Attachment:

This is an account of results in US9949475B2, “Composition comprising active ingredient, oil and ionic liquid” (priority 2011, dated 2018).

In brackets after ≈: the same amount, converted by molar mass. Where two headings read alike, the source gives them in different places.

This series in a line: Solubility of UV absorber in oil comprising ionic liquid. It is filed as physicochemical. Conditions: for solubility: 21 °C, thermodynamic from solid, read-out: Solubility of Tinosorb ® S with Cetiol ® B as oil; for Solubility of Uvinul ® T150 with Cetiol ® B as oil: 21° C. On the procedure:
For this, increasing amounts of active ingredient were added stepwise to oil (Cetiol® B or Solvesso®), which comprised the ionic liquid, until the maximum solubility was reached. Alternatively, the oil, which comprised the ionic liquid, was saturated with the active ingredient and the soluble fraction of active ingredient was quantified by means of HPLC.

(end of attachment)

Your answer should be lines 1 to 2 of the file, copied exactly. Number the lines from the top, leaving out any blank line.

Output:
This is an account of results in US9949475B2, “Composition comprising active ingredient, oil and ionic liquid” (priority 2011, dated 2018).

In brackets after ≈: the same amount, converted by molar mass. Where two headings read alike, the source gives them in different places.